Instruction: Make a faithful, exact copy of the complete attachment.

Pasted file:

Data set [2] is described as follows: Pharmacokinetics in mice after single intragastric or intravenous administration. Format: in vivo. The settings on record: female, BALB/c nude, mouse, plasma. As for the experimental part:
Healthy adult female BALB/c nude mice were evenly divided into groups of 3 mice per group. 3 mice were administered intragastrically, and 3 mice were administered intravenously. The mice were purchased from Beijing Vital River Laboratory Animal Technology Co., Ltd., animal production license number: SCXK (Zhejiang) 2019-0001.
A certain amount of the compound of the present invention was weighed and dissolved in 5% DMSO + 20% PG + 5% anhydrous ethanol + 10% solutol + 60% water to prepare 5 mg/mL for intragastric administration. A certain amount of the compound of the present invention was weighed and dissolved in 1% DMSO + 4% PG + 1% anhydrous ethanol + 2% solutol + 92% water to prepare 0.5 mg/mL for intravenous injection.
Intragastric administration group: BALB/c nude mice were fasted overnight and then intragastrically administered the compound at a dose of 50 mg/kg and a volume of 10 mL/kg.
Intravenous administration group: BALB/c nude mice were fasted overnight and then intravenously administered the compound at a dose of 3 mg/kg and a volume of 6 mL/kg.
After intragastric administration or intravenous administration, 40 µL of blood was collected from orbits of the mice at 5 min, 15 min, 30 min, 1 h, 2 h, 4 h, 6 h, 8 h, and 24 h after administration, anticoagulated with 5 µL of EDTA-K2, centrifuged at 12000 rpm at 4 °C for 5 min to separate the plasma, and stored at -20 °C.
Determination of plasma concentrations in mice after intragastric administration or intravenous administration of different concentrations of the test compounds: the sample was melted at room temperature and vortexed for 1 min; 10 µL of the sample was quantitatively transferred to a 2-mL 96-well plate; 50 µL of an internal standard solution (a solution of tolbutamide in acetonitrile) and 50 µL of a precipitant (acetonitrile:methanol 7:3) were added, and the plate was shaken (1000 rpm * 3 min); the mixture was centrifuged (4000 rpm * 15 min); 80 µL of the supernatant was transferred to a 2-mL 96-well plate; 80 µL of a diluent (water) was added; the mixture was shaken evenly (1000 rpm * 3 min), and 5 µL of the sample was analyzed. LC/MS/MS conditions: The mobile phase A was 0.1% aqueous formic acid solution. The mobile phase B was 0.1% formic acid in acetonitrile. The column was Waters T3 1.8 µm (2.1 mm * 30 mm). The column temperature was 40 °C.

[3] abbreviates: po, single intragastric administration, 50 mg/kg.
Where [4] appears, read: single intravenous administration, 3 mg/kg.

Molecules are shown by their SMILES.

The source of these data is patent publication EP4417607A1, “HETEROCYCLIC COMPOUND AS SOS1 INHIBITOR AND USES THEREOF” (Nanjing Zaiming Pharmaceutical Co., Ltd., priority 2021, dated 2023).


Data set [2] is described as follows: Pharmacokinetics in mice after single intragastric or intravenous administration. Format: in vivo. The settings on record: female, BALB/c nude, mouse, plasma. As for the experimental part:
Healthy adult female BALB/c nude mice were evenly divided into groups of 3 mice per group. 3 mice were administered intragastrically, and 3 mice were administered intravenously. The mice were purchased from Beijing Vital River Laboratory Animal Technology Co., Ltd., animal production license number: SCXK (Zhejiang) 2019-0001.
A certain amount of the compound of the present invention was weighed and dissolved in 5% DMSO + 20% PG + 5% anhydrous ethanol + 10% solutol + 60% water to prepare 5 mg/mL for intragastric administration. A certain amount of the compound of the present invention was weighed and dissolved in 1% DMSO + 4% PG + 1% anhydrous ethanol + 2% solutol + 92% water to prepare 0.5 mg/mL for intravenous injection.
Intragastric administration group: BALB/c nude mice were fasted overnight and then intragastrically administered the compound at a dose of 50 mg/kg and a volume of 10 mL/kg.
Intravenous administration group: BALB/c nude mice were fasted overnight and then intravenously administered the compound at a dose of 3 mg/kg and a volume of 6 mL/kg.
After intragastric administration or intravenous administration, 40 µL of blood was collected from orbits of the mice at 5 min, 15 min, 30 min, 1 h, 2 h, 4 h, 6 h, 8 h, and 24 h after administration, anticoagulated with 5 µL of EDTA-K2, centrifuged at 12000 rpm at 4 °C for 5 min to separate the plasma, and stored at -20 °C.
Determination of plasma concentrations in mice after intragastric administration or intravenous administration of different concentrations of the test compounds: the sample was melted at room temperature and vortexed for 1 min; 10 µL of the sample was quantitatively transferred to a 2-mL 96-well plate; 50 µL of an internal standard solution (a solution of tolbutamide in acetonitrile) and 50 µL of a precipitant (acetonitrile:methanol 7:3) were added, and the plate was shaken (1000 rpm * 3 min); the mixture was centrifuged (4000 rpm * 15 min); 80 µL of the supernatant was transferred to a 2-mL 96-well plate; 80 µL of a diluent (water) was added; the mixture was shaken evenly (1000 rpm * 3 min), and 5 µL of the sample was analyzed. LC/MS/MS conditions: The mobile phase A was 0.1% aqueous formic acid solution. The mobile phase B was 0.1% formic acid in acetonitrile. The column was Waters T3 1.8 µm (2.1 mm * 30 mm). The column temperature was 40 °C.

[3] abbreviates: po, single intragastric administration, 50 mg/kg.
Where [4] appears, read: single intravenous administration, 3 mg/kg.

Molecules are shown by their SMILES.

The source of these data is patent publication EP4417607A1, “HETEROCYCLIC COMPOUND AS SOS1 INHIBITOR AND USES THEREOF” (Nanjing Zaiming Pharmaceutical Co., Ltd., priority 2021, dated 2023).